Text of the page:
Superpowers: Signalled peace between two warring sides, very wise
Weaknesses: Thirsty dwarves
Modern Analogy: Anthony Fauci
Long ago, the Æsir and the Vanir—two groups of Norse gods—were at war with one another. When peace was at long last achieved, these two sides did the only reasonable thing: chewed up some berries and spat the resulting juice into one pot. From this melange of half-chewed berries and god spit arose the hero of this story, Kvasir.
Kvasir quickly gained a reputation for being a very wise dude. He would travel the lands, and people would hit him up with problems they were struggling with and, like some kind of Norse Anthony Fauci, Kvasir would give them the solutions to how best to confront their struggles.
It wasn’t long before his reputation began to precede him. Just as is the case now, the ancients also had their anti-intellectuals who were distrustful of academics. Two such people in this story are Fjalar and Galar, dwarves who were disdainful of Kvasir. So they killed him. But they didn’t stop there, as they took the unorthodox step of draining his blood into another pot, mixing it with honey, and creating the Mead of Poetry—an elixir that would give anyone the gift of wordsmithy to anyone who drank it.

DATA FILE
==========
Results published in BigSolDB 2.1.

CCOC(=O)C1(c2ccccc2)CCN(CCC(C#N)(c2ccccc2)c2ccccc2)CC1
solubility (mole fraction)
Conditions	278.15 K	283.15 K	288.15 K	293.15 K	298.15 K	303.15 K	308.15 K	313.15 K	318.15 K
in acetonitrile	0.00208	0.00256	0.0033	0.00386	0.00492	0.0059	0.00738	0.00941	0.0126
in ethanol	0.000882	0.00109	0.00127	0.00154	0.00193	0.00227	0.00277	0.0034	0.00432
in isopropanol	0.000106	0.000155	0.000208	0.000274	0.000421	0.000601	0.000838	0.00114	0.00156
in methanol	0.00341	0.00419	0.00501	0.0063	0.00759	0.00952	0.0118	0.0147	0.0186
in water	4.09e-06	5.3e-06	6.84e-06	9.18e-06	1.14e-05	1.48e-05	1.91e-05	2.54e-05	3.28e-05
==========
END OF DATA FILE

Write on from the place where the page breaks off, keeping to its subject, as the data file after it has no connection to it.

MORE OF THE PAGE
While Kvasir’s story ends at this point, the Norse gods’ love of poetry continued on, so we largely have Kvasir to thank for all the sick bars dropped by these ancient deities. Respect!
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